COVID-19: Thousands pushed to starvation due to faulty biometric system in Bihar

Poor, elderly not able to match fingerprints on system, not getting food grain as a result

By C K Manoj
Published: Friday 24 April 2020
Photo: Wikimedia Commons

Thousands of poor villagers have been pushed to the brink of starvation in Bihar as the biometric system installed to curb leakages in the public distribution system (PDS) is proving to be the stumbling block on their way.

The Food and Consumer Protection Department in the state has made it mandatory for use of Aadhaar-based biometric authentication at the PDS shops after complaints of large-scale irregularities in distribution of rations to ration card holders.

The system involves installing point of sale (PoS) machines at the PDS outlets and verifying the identity of the cardholders by matching their fingerprints against the Aadhaar database over the internet but this has caused a new problem for the poor.

The main worry for the beneficiaries is that the machines are not identifying them as their fingerprints have either faded or have almost vanished due to long hours of hard labour in the field.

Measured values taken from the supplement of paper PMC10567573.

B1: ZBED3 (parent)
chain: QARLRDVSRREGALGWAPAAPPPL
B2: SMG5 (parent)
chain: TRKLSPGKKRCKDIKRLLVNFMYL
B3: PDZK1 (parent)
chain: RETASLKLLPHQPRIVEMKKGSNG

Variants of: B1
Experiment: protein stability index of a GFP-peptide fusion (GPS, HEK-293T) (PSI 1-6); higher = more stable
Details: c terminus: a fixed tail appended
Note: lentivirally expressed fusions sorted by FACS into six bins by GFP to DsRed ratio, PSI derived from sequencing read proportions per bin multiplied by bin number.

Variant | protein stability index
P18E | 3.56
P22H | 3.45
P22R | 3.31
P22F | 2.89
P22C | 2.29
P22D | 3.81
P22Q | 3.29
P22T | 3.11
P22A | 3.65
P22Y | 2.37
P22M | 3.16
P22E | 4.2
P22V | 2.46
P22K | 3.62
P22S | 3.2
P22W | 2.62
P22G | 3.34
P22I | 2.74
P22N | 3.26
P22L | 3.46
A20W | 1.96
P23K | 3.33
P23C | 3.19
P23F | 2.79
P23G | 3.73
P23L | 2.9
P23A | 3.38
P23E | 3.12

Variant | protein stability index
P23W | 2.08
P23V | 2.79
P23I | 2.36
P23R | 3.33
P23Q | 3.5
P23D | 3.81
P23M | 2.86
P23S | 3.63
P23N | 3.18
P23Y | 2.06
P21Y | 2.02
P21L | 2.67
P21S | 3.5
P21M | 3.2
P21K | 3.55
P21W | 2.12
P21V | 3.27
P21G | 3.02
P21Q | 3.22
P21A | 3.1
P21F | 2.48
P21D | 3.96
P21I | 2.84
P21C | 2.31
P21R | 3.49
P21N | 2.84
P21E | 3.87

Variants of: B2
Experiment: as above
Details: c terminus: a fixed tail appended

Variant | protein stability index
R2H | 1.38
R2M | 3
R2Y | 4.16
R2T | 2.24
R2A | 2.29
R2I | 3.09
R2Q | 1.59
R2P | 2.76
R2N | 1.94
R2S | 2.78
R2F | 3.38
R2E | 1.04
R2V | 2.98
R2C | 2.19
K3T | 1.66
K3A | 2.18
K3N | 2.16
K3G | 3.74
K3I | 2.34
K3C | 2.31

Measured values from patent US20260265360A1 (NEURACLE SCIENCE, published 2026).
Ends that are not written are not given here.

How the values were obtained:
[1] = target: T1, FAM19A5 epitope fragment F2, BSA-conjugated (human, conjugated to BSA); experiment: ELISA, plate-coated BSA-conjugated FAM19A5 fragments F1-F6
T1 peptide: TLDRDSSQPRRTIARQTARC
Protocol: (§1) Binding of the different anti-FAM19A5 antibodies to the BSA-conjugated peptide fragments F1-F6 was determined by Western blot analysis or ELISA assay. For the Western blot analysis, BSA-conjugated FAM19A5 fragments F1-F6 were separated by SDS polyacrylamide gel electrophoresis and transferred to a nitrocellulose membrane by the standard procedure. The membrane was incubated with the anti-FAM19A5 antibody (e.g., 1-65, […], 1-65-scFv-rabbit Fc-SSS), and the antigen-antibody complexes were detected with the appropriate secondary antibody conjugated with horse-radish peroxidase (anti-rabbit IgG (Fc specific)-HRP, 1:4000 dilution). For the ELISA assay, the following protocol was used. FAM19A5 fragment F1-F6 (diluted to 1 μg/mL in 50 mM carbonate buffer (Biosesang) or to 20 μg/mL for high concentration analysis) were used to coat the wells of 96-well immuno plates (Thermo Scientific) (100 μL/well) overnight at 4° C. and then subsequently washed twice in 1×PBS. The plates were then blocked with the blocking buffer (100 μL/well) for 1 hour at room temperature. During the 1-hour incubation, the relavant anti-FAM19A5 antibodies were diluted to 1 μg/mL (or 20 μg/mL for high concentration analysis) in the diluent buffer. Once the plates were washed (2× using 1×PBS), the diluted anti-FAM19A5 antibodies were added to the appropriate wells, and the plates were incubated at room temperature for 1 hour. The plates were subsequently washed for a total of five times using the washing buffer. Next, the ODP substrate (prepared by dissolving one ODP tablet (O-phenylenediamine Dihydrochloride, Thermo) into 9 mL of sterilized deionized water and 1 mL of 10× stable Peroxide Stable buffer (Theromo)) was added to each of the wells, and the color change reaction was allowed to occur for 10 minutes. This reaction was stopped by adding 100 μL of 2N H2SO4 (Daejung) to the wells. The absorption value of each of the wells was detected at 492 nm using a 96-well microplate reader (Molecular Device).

This is a common problem with the elderly and labourers, who work as daily wagers. The result is that the PDS dealers are refusing to give them free rations even though they own a ration card.

According to an official report, there are a total of 1.68 crore ration card holders in Bihar. Around 85 per cent people living in villages have ration cards whereas 72 per cent of those living in urban areas have the cards, according to the government.

“I waited patiently for my turn to come for about an hour hut when I put fingers on the machine, it didn’t authenticate,” 80-year-old Suga Devi, a resident of Ram Krishna Nagar locality in Patna, said.

“I did it twice, thrice, but it didn’t accept. I kept saying that I was a genuine card holder and in dire need of food grains but the dealer didn’t listen to my appeal and asked me to go away,” she added.

There are thousands like her who have been cursing the dealers every day after being denied food grains by dealers, owing to similar reasons.

Jean Dreze’s appeal

“The biometric system must be done away with at this critical time when the poor are severely battling food crises as a result of loss of jobs due to the lockdown,” prominent economist Jean Dreze told Down to Earth by phone on April 24, 2020.

“The experience of states like Jharkhand with PoS machines too has been very negative,” he added.

Dreze is a Belgian-born Indian economist who has worked on several developmental issues facing India such as hunger, famine and gender inequality, and also had conceptualised and drafted the first version of the Mahatma Gandhi National Employment Guarantee Act (MGNREGA).

He said the first priority of the government at this moment should be to provide emergency supply of food grains to the poor while keeping the technology aside.

Dreze also shot off a letter to Bihar Chief Minister Nitish Kumar on April 13, urging the latter to supplement the PDS with other means of emergency food assistance including community kitchens for the urban poor.